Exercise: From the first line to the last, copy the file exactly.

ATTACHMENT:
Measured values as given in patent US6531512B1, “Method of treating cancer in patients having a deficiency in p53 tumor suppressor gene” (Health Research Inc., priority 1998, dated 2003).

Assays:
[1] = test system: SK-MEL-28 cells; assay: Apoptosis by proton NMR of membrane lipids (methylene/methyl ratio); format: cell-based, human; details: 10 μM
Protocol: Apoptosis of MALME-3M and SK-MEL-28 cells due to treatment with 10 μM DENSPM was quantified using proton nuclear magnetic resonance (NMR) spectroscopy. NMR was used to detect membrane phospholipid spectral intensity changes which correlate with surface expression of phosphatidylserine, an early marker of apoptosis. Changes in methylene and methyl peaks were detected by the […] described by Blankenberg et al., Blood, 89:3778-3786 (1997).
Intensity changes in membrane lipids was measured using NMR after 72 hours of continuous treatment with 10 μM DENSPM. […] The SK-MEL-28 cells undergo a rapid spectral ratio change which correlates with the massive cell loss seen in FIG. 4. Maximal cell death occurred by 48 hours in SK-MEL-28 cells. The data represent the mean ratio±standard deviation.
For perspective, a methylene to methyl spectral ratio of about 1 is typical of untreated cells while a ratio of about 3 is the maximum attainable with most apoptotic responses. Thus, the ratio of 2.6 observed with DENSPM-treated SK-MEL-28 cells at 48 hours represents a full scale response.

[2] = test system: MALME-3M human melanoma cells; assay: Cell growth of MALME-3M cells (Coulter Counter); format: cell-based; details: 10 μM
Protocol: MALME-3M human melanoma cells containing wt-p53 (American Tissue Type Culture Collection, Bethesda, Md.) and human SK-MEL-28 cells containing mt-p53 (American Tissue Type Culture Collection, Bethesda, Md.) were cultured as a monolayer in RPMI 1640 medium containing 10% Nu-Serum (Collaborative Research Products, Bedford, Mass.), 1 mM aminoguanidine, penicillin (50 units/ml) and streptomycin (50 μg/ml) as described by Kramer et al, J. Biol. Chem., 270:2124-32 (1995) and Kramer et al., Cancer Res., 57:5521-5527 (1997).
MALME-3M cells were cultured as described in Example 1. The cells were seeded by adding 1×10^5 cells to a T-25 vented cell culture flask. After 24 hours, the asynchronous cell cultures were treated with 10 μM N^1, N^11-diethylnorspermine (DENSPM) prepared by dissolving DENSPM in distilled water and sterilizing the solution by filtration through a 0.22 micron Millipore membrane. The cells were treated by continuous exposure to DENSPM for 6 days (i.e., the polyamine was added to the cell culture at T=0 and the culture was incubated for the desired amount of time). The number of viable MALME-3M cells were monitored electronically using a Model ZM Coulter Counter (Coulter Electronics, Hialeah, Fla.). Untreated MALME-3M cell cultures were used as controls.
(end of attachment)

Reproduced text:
Measured values as given in patent US6531512B1, “Method of treating cancer in patients having a deficiency in p53 tumor suppressor gene” (Health Research Inc., priority 1998, dated 2003).

Assays:
[1] = test system: SK-MEL-28 cells; assay: Apoptosis by proton NMR of membrane lipids (methylene/methyl ratio); format: cell-based, human; details: 10 μM
Protocol: Apoptosis of MALME-3M and SK-MEL-28 cells due to treatment with 10 μM DENSPM was quantified using proton nuclear magnetic resonance (NMR) spectroscopy. NMR was used to detect membrane phospholipid spectral intensity changes which correlate with surface expression of phosphatidylserine, an early marker of apoptosis. Changes in methylene and methyl peaks were detected by the […] described by Blankenberg et al., Blood, 89:3778-3786 (1997).
Intensity changes in membrane lipids was measured using NMR after 72 hours of continuous treatment with 10 μM DENSPM. […] The SK-MEL-28 cells undergo a rapid spectral ratio change which correlates with the massive cell loss seen in FIG. 4. Maximal cell death occurred by 48 hours in SK-MEL-28 cells. The data represent the mean ratio±standard deviation.
For perspective, a methylene to methyl spectral ratio of about 1 is typical of untreated cells while a ratio of about 3 is the maximum attainable with most apoptotic responses. Thus, the ratio of 2.6 observed with DENSPM-treated SK-MEL-28 cells at 48 hours represents a full scale response.

[2] = test system: MALME-3M human melanoma cells; assay: Cell growth of MALME-3M cells (Coulter Counter); format: cell-based; details: 10 μM
Protocol: MALME-3M human melanoma cells containing wt-p53 (American Tissue Type Culture Collection, Bethesda, Md.) and human SK-MEL-28 cells containing mt-p53 (American Tissue Type Culture Collection, Bethesda, Md.) were cultured as a monolayer in RPMI 1640 medium containing 10% Nu-Serum (Collaborative Research Products, Bedford, Mass.), 1 mM aminoguanidine, penicillin (50 units/ml) and streptomycin (50 μg/ml) as described by Kramer et al, J. Biol. Chem., 270:2124-32 (1995) and Kramer et al., Cancer Res., 57:5521-5527 (1997).
MALME-3M cells were cultured as described in Example 1. The cells were seeded by adding 1×10^5 cells to a T-25 vented cell culture flask. After 24 hours, the asynchronous cell cultures were treated with 10 μM N^1, N^11-diethylnorspermine (DENSPM) prepared by dissolving DENSPM in distilled water and sterilizing the solution by filtration through a 0.22 micron Millipore membrane. The cells were treated by continuous exposure to DENSPM for 6 days (i.e., the polyamine was added to the cell culture at T=0 and the culture was incubated for the desired amount of time). The number of viable MALME-3M cells were monitored electronically using a Model ZM Coulter Counter (Coulter Electronics, Hialeah, Fla.). Untreated MALME-3M cell cultures were used as controls.